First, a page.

His response:

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I can assure you I didn't miss a question four times

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So I pulled up his scores and here is a screenshot. If you'll look at the chart at the bottom right it shows he was 3 for 7 on one of the questions, meaning he missed it four times. So I assured him that yes indeed he did miss a question four times.

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So you tell me - why do 25% of the people who attend these Company-Sponsored Training Programs wind up on a bus home within three days? Because about 25% of the people who show up act like arrogant, know-it-all jerks.

Of course some of these types do make it through training but they mostly go on to become terminal rats:

Episode 10: Terminal Rats Are Derailing Trucking Careers

Rule #1 in life: Don't be a jerk

CDL:

Commercial Driver's License (CDL)

A CDL is required to drive any of the following vehicles:

  • Any combination of vehicles with a gross combined weight rating (GCWR) of 26,001 or more pounds, providing the gross vehicle weight rating (GVWR) of the vehicle being towed is in excess of 10,000 pounds.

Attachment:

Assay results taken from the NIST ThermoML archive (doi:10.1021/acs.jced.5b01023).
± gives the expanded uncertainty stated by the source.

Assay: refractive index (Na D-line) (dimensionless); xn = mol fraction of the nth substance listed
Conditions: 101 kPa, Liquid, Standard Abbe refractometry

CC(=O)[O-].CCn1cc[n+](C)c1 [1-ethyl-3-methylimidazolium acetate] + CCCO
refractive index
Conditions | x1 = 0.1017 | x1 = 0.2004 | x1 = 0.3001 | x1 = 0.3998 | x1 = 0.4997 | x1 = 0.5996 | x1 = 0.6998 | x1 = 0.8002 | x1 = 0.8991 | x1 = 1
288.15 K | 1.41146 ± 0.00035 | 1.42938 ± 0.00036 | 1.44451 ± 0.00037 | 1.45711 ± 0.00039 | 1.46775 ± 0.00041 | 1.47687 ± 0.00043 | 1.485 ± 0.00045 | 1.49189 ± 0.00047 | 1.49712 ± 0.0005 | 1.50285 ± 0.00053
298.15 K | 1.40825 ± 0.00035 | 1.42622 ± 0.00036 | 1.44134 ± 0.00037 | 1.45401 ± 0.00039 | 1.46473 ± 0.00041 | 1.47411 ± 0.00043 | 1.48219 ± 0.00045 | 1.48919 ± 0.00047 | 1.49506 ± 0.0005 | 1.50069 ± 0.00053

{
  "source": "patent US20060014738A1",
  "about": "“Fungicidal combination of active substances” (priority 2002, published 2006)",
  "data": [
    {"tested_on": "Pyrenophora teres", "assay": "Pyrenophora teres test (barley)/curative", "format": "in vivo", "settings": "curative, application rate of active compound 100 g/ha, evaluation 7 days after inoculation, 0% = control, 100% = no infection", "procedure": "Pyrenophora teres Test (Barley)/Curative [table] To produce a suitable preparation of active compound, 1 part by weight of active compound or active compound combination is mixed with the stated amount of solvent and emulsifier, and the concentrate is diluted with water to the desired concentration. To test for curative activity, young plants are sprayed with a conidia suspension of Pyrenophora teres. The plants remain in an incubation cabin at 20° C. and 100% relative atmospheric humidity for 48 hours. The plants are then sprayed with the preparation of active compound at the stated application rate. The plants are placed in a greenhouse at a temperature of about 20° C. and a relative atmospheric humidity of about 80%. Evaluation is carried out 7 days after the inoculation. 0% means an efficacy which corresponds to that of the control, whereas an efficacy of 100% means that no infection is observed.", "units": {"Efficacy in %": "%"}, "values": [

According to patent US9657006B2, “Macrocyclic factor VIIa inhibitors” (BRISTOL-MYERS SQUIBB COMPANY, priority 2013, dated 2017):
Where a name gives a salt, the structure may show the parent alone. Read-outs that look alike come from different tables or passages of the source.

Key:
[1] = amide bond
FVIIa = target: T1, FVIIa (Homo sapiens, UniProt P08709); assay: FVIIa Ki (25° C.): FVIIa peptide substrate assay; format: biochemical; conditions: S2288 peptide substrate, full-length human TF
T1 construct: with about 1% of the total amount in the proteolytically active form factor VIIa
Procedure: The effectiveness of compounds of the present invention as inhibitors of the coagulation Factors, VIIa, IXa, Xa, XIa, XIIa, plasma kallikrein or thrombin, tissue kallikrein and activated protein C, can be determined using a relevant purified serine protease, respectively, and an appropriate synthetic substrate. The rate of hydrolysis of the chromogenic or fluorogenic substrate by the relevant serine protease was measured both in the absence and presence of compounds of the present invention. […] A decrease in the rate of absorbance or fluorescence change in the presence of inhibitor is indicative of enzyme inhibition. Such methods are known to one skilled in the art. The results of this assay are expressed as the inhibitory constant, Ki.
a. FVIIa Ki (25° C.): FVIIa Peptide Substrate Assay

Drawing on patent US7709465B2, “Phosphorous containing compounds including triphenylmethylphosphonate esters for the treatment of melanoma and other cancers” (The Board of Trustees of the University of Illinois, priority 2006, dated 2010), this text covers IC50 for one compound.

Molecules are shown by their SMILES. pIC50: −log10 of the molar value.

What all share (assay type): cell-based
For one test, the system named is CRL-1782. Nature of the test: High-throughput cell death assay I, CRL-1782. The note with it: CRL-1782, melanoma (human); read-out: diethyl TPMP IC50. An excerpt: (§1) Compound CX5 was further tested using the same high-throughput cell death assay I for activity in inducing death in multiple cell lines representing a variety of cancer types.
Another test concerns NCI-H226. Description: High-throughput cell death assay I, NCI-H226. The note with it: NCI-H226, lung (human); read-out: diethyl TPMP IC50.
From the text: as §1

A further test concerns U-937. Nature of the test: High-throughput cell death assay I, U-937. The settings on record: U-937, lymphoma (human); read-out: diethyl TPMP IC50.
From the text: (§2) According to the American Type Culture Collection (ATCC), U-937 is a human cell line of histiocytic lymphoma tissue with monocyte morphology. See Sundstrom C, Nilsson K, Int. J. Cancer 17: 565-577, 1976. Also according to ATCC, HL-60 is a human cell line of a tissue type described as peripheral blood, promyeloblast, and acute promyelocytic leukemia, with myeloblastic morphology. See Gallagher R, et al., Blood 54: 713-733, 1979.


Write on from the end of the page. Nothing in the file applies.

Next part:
• Any single vehicle with a GVWR of 26,001 or more pounds, or any such vehicle towing another not in excess of 10,000 pounds.
  • Any vehicle, regardless of size, designed to transport 16 or more persons, including the driver.
  • Any vehicle required by federal regulations to be placarded while transporting hazardous materials.

Terminal:

A facility where trucking companies operate out of, or their "home base" if you will. A lot of major companies have multiple terminals around the country which usually consist of the main office building, a drop lot for trailers, and sometimes a repair shop and wash facilities.